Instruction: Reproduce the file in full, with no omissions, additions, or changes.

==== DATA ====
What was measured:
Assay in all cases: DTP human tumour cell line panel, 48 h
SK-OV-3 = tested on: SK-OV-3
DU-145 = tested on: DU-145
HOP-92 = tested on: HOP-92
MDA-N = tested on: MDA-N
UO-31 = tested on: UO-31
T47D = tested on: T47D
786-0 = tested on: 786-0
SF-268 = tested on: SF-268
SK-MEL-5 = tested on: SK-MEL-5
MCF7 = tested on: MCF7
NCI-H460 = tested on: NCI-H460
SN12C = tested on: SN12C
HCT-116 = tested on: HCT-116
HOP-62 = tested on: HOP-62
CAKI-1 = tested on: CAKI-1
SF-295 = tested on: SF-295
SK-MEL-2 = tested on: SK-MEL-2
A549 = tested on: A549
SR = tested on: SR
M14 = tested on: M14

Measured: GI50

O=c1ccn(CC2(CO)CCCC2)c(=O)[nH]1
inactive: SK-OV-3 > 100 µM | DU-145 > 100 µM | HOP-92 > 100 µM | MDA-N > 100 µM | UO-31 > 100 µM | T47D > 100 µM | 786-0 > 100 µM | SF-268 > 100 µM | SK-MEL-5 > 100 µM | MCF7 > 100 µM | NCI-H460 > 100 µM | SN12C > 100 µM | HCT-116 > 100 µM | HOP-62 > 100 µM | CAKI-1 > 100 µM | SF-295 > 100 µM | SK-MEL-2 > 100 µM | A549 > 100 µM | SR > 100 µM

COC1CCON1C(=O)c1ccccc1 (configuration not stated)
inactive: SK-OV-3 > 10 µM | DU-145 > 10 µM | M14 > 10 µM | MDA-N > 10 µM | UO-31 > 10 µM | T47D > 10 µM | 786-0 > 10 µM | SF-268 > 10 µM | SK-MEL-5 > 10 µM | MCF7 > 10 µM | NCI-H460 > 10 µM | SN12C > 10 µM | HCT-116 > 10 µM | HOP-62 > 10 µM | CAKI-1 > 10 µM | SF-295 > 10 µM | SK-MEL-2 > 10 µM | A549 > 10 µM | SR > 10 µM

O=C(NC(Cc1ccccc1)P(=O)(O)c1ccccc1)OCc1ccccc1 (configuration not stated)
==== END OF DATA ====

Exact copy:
What was measured:
Assay in all cases: DTP human tumour cell line panel, 48 h
SK-OV-3 = tested on: SK-OV-3
DU-145 = tested on: DU-145
HOP-92 = tested on: HOP-92
MDA-N = tested on: MDA-N
UO-31 = tested on: UO-31
T47D = tested on: T47D
786-0 = tested on: 786-0
SF-268 = tested on: SF-268
SK-MEL-5 = tested on: SK-MEL-5
MCF7 = tested on: MCF7
NCI-H460 = tested on: NCI-H460
SN12C = tested on: SN12C
HCT-116 = tested on: HCT-116
HOP-62 = tested on: HOP-62
CAKI-1 = tested on: CAKI-1
SF-295 = tested on: SF-295
SK-MEL-2 = tested on: SK-MEL-2
A549 = tested on: A549
SR = tested on: SR
M14 = tested on: M14

Measured: GI50

O=c1ccn(CC2(CO)CCCC2)c(=O)[nH]1
inactive: SK-OV-3 > 100 µM | DU-145 > 100 µM | HOP-92 > 100 µM | MDA-N > 100 µM | UO-31 > 100 µM | T47D > 100 µM | 786-0 > 100 µM | SF-268 > 100 µM | SK-MEL-5 > 100 µM | MCF7 > 100 µM | NCI-H460 > 100 µM | SN12C > 100 µM | HCT-116 > 100 µM | HOP-62 > 100 µM | CAKI-1 > 100 µM | SF-295 > 100 µM | SK-MEL-2 > 100 µM | A549 > 100 µM | SR > 100 µM

COC1CCON1C(=O)c1ccccc1 (configuration not stated)
inactive: SK-OV-3 > 10 µM | DU-145 > 10 µM | M14 > 10 µM | MDA-N > 10 µM | UO-31 > 10 µM | T47D > 10 µM | 786-0 > 10 µM | SF-268 > 10 µM | SK-MEL-5 > 10 µM | MCF7 > 10 µM | NCI-H460 > 10 µM | SN12C > 10 µM | HCT-116 > 10 µM | HOP-62 > 10 µM | CAKI-1 > 10 µM | SF-295 > 10 µM | SK-MEL-2 > 10 µM | A549 > 10 µM | SR > 10 µM

O=C(NC(Cc1ccccc1)P(=O)(O)c1ccccc1)OCc1ccccc1 (configuration not stated)